Making a phone call in a language that is not your mother tongue can be quite nerve-racking! For this month's newsletter, we'll look some phrases that are commonly used in both formal and informal phone conversations.
People generally answer the phone “Hello?” on their private line, with “[Last name] residence” on a family home phone number, or more formally by using the word “speaking.”
Hi, this is the Irish Press, Daniel speaking.
Caption 44, Business English: Starting on a new job
When you make a call, you will first need to introduce yourself.
Hello, this is Daniel. -Hi Daniel, this is Julia from Phonez and More.
Caption 10, Business English: Difficulties with coworkers and contracts
Uh, hi, Jonathan. It's Julia Smith for the marketing department interview.
Caption 7, Business English: The job interview
You might then need to ask if the person you want to speak to is available. The informal version is “Is [name] there?”, but for formal calls it’s better to use the following:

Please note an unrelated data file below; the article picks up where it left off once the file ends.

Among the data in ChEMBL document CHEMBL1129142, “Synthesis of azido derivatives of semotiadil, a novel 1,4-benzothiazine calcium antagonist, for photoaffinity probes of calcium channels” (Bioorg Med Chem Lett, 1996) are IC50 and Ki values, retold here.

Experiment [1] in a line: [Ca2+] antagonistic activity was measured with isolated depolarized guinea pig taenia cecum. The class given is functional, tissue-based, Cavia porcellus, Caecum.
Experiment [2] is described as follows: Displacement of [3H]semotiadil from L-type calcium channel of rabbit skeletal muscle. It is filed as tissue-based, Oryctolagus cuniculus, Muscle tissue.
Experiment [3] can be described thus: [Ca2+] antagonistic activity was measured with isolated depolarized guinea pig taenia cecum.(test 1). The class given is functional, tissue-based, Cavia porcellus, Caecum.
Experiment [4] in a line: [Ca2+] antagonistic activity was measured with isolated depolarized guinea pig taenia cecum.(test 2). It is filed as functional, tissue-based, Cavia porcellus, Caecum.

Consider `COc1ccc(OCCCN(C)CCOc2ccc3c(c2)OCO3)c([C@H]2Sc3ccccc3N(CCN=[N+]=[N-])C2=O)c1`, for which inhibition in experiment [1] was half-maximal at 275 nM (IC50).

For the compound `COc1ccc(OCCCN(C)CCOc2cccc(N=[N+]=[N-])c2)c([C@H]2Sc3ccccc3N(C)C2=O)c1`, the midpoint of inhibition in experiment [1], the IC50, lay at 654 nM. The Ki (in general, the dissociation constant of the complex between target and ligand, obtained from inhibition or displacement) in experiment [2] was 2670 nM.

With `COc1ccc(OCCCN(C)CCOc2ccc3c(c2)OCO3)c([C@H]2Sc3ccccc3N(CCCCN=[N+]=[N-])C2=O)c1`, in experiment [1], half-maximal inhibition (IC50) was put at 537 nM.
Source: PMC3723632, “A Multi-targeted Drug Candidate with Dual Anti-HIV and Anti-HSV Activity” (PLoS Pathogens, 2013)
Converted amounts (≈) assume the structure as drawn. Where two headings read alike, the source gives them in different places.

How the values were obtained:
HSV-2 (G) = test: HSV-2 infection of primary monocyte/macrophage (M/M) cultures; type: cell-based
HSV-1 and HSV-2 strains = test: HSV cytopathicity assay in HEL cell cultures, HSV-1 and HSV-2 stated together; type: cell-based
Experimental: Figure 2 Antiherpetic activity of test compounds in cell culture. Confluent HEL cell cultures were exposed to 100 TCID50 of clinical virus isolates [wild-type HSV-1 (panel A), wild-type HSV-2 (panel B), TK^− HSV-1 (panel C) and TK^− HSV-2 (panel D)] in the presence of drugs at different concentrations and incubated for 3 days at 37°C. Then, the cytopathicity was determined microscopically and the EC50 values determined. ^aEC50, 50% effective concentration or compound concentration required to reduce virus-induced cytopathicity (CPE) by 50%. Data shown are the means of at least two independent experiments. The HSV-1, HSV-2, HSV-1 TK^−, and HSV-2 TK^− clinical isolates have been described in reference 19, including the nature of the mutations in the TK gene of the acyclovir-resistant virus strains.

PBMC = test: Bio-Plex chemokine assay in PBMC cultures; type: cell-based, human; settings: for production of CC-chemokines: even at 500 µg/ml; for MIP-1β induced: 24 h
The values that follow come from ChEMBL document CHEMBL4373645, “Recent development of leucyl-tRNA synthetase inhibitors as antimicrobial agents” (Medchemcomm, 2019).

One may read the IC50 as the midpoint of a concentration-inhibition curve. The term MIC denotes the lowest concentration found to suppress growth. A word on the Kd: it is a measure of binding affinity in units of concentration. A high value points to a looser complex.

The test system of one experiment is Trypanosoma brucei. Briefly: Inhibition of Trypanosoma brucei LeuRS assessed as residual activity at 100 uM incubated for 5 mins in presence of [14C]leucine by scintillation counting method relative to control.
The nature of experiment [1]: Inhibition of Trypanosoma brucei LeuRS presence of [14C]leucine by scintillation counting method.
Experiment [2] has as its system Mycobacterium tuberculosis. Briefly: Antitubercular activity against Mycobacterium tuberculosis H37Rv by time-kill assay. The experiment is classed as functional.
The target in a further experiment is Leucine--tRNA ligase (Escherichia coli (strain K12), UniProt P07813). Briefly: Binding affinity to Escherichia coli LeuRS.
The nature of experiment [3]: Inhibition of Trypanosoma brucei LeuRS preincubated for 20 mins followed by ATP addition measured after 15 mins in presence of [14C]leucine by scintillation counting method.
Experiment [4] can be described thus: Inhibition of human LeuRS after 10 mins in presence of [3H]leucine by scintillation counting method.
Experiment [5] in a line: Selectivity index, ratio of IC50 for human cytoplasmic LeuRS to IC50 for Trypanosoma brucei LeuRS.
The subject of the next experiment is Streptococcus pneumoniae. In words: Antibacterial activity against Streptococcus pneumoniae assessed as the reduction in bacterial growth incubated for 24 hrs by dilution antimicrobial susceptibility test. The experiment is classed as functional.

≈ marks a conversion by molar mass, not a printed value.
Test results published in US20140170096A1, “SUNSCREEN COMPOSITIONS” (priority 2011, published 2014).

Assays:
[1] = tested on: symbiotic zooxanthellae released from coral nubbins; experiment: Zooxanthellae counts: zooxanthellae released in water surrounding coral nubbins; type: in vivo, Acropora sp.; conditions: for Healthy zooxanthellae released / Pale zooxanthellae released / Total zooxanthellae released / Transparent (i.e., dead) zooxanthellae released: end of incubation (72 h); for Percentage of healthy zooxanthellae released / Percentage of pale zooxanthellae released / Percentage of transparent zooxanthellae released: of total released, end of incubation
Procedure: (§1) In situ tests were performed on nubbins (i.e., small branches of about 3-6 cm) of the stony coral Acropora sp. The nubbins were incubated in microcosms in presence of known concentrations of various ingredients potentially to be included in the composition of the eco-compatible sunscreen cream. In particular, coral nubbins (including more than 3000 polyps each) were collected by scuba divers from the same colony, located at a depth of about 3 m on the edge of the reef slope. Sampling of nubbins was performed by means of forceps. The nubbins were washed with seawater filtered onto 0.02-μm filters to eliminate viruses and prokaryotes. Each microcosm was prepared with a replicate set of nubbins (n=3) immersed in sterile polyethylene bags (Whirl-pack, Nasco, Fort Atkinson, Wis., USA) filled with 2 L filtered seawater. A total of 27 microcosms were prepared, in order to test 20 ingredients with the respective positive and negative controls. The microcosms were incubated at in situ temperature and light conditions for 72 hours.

May I please speak to Daniel in advertising sales?
Caption 9, Business English: Difficulties with coworkers and contracts
Sometimes you might want to state the purpose of your call right away, so that the person answering can re-direct your call to someone who can help you.
The formal way to conclude a phone conversation might involve thanking the person or setting up a next time to talk.
Have a good day and I'll talk to you soon. 'Bye. -Goodbye.
Caption 56, Business English: Difficulties with coworkers and contracts
Of course, between friends, even if they are cartoon characters, much more informal goodbyes are possible:
I'll talk to ya later, Mick. I gotta go.
Caption 32, A Mickey Mouse Cartoon: Goofy's Grandma
Watch the business English videos linked above on Yabla English to hear the sentences in the full context of a formal conversation. This helpful webpage provides additional telephone conversations with both audio and a transcription available.